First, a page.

If you're looking at modular homes as an option for building your dream home then you'll need to consider heating and cooling.
It's often an afterthought, but the heating and cooling options you choose can have a big impact on not only your quality of life, but also your bank balance over the coming years.
In this article we'll look at the various heating and cooling options available for modular homes and the pros and cons of each. We'll look at things like installation cost, convenience, and efficiency.
There are three main options we install in our modular homes, and you'll find this is the case among most modular home builders. These three options are:
1. Split System
Split systems are by far the most popular choice for heating and cooling a modular home. We find that more than 75% of our customers choose split systems. Here are the pros and cons:
Good points about split systems:
Reatively cheap to install at between $3,000 and $6,000 for a standard 2 or 3 bedroom house
Reverse cycle allows them to be used for both heating and cooling
Low maintenance with filter cleaning required every few months
Downsides to split systems:
Not very attractive as a bulky unit on the wall of your living area
Can only heat one area (although we often install ceiling fans in other rooms to make the most of the split system by circulating air)
2. Ducted System
Ducted systems are more expensive than split systems and are ideal for larger (4-5 bedroom) homes. The fact they are housed outside your house means they don't take up a lot of room, and are relatively quiet. They do cost more to run than other options.
Good points about ducted systems:
Hidden out of the way so you don't see them
Can distribute warm/cool air to all rooms of the house (ideal for larger homes)
Convenient - you can manage the whole system via a central control panel, including options like pre-heating the house before you get up in the morning
Reverse cycle means same unit can both heat and cool (to save money you might opt for just heating)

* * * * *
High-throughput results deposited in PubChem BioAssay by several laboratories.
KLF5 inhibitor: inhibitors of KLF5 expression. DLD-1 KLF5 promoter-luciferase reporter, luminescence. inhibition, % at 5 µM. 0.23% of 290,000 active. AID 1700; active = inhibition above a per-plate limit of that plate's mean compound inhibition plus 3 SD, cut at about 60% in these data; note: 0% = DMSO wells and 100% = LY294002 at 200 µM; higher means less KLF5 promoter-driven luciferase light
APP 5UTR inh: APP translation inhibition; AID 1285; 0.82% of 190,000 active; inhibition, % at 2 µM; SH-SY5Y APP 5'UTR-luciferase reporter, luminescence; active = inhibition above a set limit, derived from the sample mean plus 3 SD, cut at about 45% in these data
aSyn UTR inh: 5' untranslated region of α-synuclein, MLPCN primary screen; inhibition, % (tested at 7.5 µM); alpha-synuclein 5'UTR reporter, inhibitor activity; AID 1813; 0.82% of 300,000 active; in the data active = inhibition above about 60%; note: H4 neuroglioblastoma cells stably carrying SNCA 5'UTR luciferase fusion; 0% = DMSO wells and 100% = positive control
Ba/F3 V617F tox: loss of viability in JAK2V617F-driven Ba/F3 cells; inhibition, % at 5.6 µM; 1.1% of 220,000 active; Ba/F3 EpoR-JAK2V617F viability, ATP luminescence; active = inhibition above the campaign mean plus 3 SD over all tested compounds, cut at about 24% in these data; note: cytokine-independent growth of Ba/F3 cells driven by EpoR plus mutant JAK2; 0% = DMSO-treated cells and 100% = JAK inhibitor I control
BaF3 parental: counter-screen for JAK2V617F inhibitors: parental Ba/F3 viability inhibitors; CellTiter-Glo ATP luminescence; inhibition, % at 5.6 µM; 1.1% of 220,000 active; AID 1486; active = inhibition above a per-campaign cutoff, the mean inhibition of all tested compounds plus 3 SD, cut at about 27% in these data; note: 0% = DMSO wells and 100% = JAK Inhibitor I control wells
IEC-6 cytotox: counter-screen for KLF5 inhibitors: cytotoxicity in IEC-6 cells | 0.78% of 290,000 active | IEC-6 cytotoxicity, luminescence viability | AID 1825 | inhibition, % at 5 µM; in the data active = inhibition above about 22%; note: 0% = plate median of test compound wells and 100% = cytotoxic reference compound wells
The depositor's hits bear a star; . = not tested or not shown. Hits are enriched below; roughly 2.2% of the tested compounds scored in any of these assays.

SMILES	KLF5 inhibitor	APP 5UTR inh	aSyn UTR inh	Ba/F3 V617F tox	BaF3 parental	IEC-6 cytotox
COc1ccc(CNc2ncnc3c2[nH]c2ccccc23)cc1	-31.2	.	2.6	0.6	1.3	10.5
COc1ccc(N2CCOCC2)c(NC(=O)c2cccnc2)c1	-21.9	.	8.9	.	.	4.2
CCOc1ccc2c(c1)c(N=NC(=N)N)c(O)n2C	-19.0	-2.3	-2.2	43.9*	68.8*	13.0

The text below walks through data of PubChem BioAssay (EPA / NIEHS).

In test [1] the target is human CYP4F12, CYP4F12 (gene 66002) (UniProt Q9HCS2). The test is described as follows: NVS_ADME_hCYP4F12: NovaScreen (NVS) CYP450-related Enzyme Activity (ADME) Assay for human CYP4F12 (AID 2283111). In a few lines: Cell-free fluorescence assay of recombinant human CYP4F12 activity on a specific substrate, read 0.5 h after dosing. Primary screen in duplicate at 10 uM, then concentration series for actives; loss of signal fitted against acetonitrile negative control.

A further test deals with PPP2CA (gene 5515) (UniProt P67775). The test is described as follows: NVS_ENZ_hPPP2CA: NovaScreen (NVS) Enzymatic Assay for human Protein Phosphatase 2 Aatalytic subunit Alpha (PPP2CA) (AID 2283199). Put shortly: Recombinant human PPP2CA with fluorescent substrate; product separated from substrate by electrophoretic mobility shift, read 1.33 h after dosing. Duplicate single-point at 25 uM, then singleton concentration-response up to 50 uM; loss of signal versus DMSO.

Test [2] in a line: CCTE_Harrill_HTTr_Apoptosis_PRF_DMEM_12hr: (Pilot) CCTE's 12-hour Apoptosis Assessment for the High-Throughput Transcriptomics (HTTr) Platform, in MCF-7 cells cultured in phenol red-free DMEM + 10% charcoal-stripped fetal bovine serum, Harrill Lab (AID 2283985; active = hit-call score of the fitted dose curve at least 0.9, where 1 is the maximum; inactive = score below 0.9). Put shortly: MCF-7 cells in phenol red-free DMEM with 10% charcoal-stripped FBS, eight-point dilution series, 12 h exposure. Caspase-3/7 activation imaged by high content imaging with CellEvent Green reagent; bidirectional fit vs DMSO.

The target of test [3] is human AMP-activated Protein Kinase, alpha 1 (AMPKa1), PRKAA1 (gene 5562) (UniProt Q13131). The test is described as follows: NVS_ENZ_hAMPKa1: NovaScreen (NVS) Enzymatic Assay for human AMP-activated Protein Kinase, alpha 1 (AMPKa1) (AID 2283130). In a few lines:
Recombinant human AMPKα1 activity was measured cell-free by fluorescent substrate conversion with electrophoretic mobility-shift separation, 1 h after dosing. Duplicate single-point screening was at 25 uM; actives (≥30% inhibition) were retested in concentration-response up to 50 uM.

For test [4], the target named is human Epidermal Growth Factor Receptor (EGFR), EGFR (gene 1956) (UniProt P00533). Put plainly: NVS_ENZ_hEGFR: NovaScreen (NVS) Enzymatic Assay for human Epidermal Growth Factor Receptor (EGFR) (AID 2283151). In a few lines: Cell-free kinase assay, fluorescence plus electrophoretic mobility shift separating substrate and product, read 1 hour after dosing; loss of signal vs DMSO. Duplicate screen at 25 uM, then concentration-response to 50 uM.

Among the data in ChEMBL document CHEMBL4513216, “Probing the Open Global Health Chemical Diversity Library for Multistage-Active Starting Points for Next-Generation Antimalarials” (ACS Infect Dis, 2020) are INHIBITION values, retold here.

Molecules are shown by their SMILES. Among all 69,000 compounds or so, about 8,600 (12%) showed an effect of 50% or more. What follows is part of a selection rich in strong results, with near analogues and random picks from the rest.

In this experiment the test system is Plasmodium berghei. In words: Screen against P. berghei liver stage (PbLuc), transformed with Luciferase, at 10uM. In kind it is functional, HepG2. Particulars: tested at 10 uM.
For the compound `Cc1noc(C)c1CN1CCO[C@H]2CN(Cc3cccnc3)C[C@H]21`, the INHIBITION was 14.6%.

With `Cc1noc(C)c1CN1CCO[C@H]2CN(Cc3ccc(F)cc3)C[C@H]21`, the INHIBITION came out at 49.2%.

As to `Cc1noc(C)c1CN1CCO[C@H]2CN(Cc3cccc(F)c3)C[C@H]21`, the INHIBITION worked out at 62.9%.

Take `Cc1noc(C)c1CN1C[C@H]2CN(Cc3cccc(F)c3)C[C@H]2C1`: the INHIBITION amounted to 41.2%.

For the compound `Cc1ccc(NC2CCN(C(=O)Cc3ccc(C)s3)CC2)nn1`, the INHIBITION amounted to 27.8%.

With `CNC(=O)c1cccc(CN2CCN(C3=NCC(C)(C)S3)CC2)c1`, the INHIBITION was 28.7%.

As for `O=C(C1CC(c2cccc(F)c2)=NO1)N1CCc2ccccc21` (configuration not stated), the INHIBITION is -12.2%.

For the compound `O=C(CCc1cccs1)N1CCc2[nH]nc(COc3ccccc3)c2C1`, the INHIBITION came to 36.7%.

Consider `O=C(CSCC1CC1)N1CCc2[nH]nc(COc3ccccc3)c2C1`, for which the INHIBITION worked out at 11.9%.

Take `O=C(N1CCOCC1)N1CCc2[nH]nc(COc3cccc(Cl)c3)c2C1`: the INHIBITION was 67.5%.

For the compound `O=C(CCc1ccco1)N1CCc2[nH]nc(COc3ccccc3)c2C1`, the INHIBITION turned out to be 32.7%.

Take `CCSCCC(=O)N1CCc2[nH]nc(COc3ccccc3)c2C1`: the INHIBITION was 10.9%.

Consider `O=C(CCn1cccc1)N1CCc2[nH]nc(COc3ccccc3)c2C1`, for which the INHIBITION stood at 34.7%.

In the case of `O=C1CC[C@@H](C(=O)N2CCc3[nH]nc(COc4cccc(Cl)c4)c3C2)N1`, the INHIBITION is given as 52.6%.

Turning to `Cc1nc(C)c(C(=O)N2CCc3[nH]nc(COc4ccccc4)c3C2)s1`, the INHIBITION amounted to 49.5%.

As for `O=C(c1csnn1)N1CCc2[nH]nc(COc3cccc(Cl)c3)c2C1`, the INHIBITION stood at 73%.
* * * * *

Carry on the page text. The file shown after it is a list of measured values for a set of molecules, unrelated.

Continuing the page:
Downsides to ducted systems:
Cost - about $8,000-$10,000 for installation in most of our modular home designs
More expensive to run than other heating options
3. Wood Heaters
Wood heaters are a popular choice for many of our customers who build in rural areas where a supply of wood is readily available. While they won't heat your whole house, a wood heater has some great upsides such as being a talking point in your home and providing a comfortable, radiant heat.
Downsides include a high installation cost and the fact it can only heat one room of the house. There are some nice optional extras such as the ability to install an external wood locker where you can place wood in the locker outside to be accessed from inside the house.
Good points about wood heaters:
Attractive focal point in your living area
Cheap to run if you have a supply of wood
Radiant heat nicer than artificial heat
Downsides to wood heaters:
Can only heat one area
Takes up quite a lot of space
Around the same cost as a split system at $3,000-$6,000 installed
While the above three options are the most popular for our modular homes, there are some other options available, such as hydronic heating and cooling.
This method uses pipes installed in your floor or walls to pipe hot or cool liquid through your home. While this is a safe and energy efficient way to heat and cool your home, the installation cost is prohibitive for most home buyers at around double the cost of ducted heating and cooling.
The Bottom Line on Modular Home Heating and Cooling
As you can see, there are quite a lot of options available for your modular home heating and cooling. All of the above methods can be used in any of our modular home designs. Most modular home builders will be experienced in fitting you out with the best heating and cooling option for your budget and needs.
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